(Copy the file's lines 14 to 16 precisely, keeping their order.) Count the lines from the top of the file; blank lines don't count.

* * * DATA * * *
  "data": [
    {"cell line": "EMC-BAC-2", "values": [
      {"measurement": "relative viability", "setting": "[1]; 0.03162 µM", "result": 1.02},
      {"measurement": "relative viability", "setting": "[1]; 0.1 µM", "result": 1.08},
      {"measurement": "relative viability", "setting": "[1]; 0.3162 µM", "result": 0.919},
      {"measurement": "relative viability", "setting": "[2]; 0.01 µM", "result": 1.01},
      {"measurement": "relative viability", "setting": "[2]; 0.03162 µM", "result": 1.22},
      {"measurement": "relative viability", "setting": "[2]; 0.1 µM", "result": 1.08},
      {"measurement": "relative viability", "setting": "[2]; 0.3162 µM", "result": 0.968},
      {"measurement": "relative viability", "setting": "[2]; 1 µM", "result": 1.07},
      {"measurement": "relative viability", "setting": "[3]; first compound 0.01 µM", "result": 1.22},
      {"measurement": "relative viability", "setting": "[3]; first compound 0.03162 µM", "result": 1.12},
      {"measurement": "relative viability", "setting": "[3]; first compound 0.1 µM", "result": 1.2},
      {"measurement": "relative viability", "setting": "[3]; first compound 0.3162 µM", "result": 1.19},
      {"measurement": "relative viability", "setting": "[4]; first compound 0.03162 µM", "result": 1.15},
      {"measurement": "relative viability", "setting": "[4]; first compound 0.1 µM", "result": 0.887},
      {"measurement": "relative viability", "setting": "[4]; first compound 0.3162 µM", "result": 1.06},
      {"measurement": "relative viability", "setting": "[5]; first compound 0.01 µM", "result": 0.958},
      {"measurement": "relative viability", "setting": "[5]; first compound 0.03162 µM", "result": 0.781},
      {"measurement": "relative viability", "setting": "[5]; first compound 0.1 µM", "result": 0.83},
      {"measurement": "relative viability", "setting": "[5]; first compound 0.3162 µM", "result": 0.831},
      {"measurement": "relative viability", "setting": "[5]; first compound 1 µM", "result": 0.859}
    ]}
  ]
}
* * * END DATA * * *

      {"measurement": "relative viability", "setting": "[3]; first compound 0.3162 µM", "result": 1.19},
      {"measurement": "relative viability", "setting": "[4]; first compound 0.03162 µM", "result": 1.15},
      {"measurement": "relative viability", "setting": "[4]; first compound 0.1 µM", "result": 0.887},